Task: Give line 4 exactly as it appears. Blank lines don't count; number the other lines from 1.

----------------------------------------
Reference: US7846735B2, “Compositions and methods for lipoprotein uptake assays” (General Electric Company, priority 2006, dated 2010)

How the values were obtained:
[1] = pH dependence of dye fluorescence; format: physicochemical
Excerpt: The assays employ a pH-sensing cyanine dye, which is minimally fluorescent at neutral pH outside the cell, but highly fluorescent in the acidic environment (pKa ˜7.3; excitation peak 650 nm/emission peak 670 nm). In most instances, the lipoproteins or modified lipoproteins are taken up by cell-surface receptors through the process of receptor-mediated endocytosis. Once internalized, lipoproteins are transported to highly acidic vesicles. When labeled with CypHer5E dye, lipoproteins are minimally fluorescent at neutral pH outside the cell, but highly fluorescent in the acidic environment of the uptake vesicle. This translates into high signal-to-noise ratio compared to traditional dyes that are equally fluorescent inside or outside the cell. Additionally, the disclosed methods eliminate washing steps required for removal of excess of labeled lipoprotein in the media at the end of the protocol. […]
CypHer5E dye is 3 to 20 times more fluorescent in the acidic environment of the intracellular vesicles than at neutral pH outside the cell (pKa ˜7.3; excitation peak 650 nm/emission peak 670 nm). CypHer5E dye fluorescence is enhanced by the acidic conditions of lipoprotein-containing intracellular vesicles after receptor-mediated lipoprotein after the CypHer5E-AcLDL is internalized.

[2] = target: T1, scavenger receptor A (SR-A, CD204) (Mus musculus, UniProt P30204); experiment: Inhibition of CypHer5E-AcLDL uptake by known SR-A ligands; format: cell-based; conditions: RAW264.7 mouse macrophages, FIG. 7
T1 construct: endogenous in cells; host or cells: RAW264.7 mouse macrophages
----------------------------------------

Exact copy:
Excerpt: The assays employ a pH-sensing cyanine dye, which is minimally fluorescent at neutral pH outside the cell, but highly fluorescent in the acidic environment (pKa ˜7.3; excitation peak 650 nm/emission peak 670 nm). In most instances, the lipoproteins or modified lipoproteins are taken up by cell-surface receptors through the process of receptor-mediated endocytosis. Once internalized, lipoproteins are transported to highly acidic vesicles. When labeled with CypHer5E dye, lipoproteins are minimally fluorescent at neutral pH outside the cell, but highly fluorescent in the acidic environment of the uptake vesicle. This translates into high signal-to-noise ratio compared to traditional dyes that are equally fluorescent inside or outside the cell. Additionally, the disclosed methods eliminate washing steps required for removal of excess of labeled lipoprotein in the media at the end of the protocol. […]